Interpreting force concept inventory scores: Normalized gain and SAT scores

Abstract

reasoning in learning physics. The larger correlation coefficient for the high school population may be a result of the much shorter time interval between taking the SAT and studying mechanics, because the SAT may provide a more current measure of abilities when high school students begin the study of mechanics than it does for college students, who begin mechanics years after the test is taken. In prior research a strong correlation between FCI G and scores on Lawson’s Classroom Test of Scientific Reasoning for students from the same two schools was observed. Our results suggest that, when interpreting class average normalized FCI gains and comparing different classes, it is important to take into account the variation of students’ cognitive skills, as measured either by the SAT or by Lawson’s test. While Lawson’s test is not commonly given to students in most introductory mechanics courses, SAT scores provide a readily available alternative means of taking account of students’ reasoning abilities. Knowing the students’ cognitive level before instruction also allows one to alter instruction or to use an intervention designed to improve students’ cognitive level. DOI: 10.1103/PhysRevSTPER.3.010106 PACS number s : 01.40.Fk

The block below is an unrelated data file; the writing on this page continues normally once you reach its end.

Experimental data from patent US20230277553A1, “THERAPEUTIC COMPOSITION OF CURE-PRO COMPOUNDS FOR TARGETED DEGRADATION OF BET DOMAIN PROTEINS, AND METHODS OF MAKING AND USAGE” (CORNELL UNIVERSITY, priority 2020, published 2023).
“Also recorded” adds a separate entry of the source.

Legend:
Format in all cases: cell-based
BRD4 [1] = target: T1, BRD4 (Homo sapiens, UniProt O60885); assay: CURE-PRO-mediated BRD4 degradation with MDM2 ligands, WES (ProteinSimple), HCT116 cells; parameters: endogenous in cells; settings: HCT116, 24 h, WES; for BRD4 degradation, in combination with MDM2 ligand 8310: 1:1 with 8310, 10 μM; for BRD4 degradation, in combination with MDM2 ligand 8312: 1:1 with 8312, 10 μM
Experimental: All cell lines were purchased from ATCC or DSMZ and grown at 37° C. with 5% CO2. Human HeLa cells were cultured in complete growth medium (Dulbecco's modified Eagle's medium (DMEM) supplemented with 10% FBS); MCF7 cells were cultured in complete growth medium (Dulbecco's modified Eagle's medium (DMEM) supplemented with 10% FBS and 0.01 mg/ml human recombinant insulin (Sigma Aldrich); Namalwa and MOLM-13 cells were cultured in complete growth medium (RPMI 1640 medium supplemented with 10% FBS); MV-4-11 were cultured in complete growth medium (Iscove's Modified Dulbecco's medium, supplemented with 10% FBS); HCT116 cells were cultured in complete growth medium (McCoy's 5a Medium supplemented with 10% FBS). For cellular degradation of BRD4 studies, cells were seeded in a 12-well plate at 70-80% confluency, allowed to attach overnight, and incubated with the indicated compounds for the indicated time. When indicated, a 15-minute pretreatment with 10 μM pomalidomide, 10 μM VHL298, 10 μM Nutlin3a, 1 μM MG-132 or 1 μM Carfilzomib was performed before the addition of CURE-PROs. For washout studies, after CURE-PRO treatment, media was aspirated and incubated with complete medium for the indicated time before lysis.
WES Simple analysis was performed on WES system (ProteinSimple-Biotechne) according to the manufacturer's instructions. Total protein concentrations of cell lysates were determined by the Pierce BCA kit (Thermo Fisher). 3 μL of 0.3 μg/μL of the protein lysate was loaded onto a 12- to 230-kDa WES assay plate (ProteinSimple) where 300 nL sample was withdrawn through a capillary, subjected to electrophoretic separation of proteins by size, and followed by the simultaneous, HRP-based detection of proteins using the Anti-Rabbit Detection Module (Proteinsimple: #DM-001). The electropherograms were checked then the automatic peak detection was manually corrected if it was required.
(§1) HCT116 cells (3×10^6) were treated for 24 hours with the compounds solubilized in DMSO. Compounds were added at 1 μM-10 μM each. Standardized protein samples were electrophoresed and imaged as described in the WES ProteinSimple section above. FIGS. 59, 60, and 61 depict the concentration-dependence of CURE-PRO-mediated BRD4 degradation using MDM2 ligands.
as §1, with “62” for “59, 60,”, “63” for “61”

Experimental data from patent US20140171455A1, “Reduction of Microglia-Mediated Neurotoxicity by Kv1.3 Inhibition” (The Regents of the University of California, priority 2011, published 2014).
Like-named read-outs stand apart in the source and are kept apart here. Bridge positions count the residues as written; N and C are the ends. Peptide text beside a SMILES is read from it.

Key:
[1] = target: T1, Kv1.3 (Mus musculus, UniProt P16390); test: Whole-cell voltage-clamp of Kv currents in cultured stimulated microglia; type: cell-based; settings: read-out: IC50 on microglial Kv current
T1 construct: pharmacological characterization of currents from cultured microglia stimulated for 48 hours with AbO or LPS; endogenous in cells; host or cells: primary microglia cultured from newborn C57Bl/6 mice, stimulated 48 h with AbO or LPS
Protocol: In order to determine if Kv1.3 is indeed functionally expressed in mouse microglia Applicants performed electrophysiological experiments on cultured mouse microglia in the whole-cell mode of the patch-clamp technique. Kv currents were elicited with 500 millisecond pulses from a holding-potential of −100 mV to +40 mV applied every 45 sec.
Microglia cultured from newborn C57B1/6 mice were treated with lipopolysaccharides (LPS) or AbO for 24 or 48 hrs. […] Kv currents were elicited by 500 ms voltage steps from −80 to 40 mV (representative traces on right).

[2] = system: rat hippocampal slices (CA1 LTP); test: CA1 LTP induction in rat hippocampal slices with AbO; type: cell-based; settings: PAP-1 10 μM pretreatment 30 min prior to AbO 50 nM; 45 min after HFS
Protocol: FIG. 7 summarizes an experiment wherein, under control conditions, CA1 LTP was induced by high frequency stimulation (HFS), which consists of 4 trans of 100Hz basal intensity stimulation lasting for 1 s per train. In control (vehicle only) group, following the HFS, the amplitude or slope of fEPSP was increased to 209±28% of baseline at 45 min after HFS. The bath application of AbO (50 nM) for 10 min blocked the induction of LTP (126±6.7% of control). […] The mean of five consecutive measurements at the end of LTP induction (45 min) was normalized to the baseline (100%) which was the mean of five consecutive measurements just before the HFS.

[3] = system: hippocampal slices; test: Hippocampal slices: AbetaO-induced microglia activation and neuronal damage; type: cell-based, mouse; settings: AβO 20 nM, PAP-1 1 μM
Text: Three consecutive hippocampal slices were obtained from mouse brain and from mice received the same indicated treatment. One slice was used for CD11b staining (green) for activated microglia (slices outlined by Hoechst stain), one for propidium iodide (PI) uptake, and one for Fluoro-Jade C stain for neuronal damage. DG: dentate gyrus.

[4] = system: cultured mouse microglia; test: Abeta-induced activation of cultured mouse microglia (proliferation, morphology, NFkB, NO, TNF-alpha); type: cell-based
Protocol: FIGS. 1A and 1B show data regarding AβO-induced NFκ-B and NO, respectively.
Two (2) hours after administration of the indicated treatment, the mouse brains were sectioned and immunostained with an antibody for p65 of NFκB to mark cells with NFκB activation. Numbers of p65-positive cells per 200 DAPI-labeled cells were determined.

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@inproceedings{Coletta2007InterpretingFC, title={Interpreting force concept inventory scores: Normalized gain and SAT scores}, author={Vincent P. Coletta and Jeffrey A. Phillips and Jeffrey J. Steinert and Edward C. Little}, year={2007} }